To identify and evaluate the main political conflicts over the constitutional interpretation of individual civil liberties and rights.
The paper is on the constitutionality of the privacy right. Investigate how lawyers interpret the U.S. Constitution when it comes to protecting the citizens’ privacy. Identify specifically which Constitutional amendments are applicable in this debate. Here is a list of specific questions for you to consider when writing the paper.
1. Constitutional Interpretation of the Privacy Right. Are U.S. citizens entitled to privacy? What does the U.S. Constitution say about privacy? How did the right to privacy evolve? Study the case Olmstead v. United States (1928) and the Justice Brandeis’ argument on the losing side. Based on the case Mapp v Ohio (1961) explain what the concept of the “exclusionary rule” has to do with the right to privacy. Study the following cases Griswold v. Connecticut (1965); Roe v. Wade (1973); and Lawrence v Texas (2003) to explain how they reinforced the constitutional basis for the right to privacy. Referencing the above mentioned cases demonstrate the evolution of the right to privacy.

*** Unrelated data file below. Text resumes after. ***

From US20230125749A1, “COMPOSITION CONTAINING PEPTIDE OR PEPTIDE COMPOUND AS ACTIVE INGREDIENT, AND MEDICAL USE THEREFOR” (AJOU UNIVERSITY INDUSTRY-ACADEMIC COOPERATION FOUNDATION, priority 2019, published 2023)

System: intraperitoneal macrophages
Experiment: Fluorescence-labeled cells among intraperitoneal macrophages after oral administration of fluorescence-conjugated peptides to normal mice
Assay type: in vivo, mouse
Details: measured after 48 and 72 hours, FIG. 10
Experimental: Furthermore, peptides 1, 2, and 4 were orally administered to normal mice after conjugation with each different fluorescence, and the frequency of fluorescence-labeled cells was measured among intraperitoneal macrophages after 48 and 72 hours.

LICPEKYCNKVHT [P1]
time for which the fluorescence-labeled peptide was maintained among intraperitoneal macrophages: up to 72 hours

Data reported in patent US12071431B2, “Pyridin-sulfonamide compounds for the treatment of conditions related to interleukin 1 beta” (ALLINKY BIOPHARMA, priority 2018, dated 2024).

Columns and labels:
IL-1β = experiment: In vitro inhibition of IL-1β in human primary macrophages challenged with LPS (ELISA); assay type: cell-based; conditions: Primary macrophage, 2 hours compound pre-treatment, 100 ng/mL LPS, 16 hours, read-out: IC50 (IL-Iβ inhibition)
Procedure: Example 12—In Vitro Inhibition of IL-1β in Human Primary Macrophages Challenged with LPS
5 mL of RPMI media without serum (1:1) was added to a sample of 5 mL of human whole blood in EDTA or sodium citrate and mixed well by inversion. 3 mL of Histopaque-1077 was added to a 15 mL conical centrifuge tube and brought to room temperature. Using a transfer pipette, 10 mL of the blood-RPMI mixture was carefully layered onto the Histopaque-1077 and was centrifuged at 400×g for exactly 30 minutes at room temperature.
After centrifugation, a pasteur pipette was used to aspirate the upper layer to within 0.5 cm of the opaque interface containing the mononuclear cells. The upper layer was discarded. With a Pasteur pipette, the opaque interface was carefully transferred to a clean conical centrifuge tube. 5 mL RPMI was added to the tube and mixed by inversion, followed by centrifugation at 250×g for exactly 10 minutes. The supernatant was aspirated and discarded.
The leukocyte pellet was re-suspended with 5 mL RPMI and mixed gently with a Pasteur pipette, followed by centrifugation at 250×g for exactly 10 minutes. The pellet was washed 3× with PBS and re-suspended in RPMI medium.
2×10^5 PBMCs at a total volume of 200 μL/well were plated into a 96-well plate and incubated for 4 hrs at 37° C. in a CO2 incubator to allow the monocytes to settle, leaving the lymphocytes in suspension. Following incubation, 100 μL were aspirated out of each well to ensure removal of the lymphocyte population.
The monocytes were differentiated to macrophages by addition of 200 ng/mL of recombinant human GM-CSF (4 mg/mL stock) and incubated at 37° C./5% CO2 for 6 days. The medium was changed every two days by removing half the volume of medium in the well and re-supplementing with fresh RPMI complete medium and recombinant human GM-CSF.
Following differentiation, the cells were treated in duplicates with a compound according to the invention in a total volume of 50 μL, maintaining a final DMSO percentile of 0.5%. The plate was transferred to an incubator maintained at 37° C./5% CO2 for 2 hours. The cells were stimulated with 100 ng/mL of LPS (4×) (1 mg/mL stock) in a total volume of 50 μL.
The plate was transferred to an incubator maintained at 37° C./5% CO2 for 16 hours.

2. Privacy Right in Public Places.
a) How does the interpretation of the right to privacy change in public places? Identify a couple of landmark cases related to the citizens’ privacy right in public places; explain their significance. Explain the “reasonable expectation of privacy” concept.
b) In the fall of 2012, U.S. Supreme Court ruled on the issue whether the use of a GPS device constitutes a “search” (United States v. Jones ). What arguments did both sides of the case make in the court? What Constitutional Amendments were brought into the argument? As our technology changes, should our expectations change? (Please, stay away from spending too much time discussing technology itself, instead focus on its implications on the U.S. legal system).
Explain the differences in the judges’ ruling in the case United States v. Jones (2012). What is the significance of the case?
3. Research public attitudes towards the privacy rights. Have there been any changes in the public attitudes towards privacy rights? In what direction is our society moving when it comes to the issue of privacy? Do you consider former US National Security Agency’s contractor Snowden a hero/whistleblower or a traitor?